Popping up on menu after menu in Cuzco, pesto hits the senses with intensity. At the same time, it can confuse. You expect one thing and something else is served. Here we explore what pesto seems to mean and why surprising variants appear.
Pesto has already taken the English speaking world by such storm that it almost always needs modifiers now, such as basil pesto, or arrugula pesto, or some such.
The dish has gone through what ecologists call “adaptive radiation”. As the sauce of pounded basil, garlic, pine nuts, parmesan cheese, and olive oil became popular in the last couple of decades, the ingredients have changed to include many other products from other green herbs to red peppers and more.
At the same time a code has been developed for pesto of basil. One might not notice this without some exploration into food history.
John Mariani, in his How Italian Food Conquered the World, p. 24, notes that this pungent and yet divine dish only appeared relatively recently. He claims it was first mentioned in a cookbook in 1863 in the Vera Cucina Geneovese (True Genovese Cooking.)
Pesto is after all from Liguria whose capital and main port is Genoa.
From colonial times through the twentieth century Italians have immigrated to Peru where they have made themselves felt in many ways, from the panetón inevitably served on Christmas Eve to the red or green tallarines that are staples of Creole cuisine.
These Genoese immigrants probably brought versions of pesto with them. And, it is likely that, though a somewhat standardized notion made its way into cookbooks there was more variety among ordinary Ligurians.
Thenibble.com notes the following.
In Recipes From Paradise, the definitive text on the cuisine of the [Ligurian] region, Fred Plotkin includes more than a dozen pesto recipes, all of which call for basil, extra virgin olive oil, sea salt and, with the exception of only a few recipes, garlic. Ingredients are always similar, but they’re called for in various proportions, making some sauces stronger or sweeter than others. Some use a combination of Parmesan and Pecorino cheeses; others use only one. Some add butter to the pesto for added creaminess. Ligurian cooks have also been known to occasionally incorporate cooked potato into the sauce. At times, they combine pesto with tomatoes, creating what Plotkin calls Pesto Corto, or add a light, fresh cheese, like ricotta or prescineua, a cultured cheese similar to yogurt or crème fraîche.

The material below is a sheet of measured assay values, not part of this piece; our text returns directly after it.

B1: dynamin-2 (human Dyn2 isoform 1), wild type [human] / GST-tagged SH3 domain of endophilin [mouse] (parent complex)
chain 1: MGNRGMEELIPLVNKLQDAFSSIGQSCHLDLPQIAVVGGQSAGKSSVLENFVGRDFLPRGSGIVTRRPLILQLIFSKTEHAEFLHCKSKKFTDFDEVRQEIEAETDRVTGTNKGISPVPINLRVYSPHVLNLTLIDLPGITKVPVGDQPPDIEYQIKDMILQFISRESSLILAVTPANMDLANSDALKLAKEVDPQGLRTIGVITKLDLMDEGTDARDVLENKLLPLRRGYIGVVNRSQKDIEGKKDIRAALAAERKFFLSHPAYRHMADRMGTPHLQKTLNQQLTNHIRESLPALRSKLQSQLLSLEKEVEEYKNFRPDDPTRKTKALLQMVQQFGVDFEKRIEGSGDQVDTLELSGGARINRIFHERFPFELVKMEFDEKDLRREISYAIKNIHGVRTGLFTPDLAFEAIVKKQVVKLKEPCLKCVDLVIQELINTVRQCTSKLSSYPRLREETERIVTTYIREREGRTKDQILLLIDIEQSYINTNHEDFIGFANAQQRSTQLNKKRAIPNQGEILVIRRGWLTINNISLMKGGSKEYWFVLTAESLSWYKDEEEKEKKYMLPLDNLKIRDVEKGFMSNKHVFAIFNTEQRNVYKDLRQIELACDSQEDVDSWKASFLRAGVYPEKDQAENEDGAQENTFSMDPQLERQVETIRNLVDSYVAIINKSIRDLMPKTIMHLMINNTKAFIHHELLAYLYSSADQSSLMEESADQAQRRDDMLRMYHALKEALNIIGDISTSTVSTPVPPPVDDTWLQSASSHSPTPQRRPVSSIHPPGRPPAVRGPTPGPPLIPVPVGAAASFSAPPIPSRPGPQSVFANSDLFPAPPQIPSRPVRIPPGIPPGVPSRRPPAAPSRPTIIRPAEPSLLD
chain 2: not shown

The famous Peruvian tallarines verdes, or green fettuccine, is generally made from spinach. Sometimes it includes basil and sometimes not. Sometimes it has nuts, generally pecans, and sometime it includes milk or fresh cheese. Furthermore, this sauce is cooked and served hot.
As a result, many of the pestos served in Cuzco are hybrids. They generally have not stemmed from the massive growth of different kinds of pesto in the recent versions of the sauce.
Instead, they stem from the many variations of the tallarines verdes as it has adapted and recently encountered the more modern and codified version of pesto consisting of basil, garlic, pine nuts, parmesan cheese, and olive oil.
As a result, ordering pesto in Cuzco is a culinary adventure. You never know exactly what you are going to get, other than it will be green and served on fettuccine, what in Spanish are called tallarines.
In any case, pith helmet firmly on your head, and bull whip at your waist, enjoy the variety and adventure. Not only is it tasty, it is fun.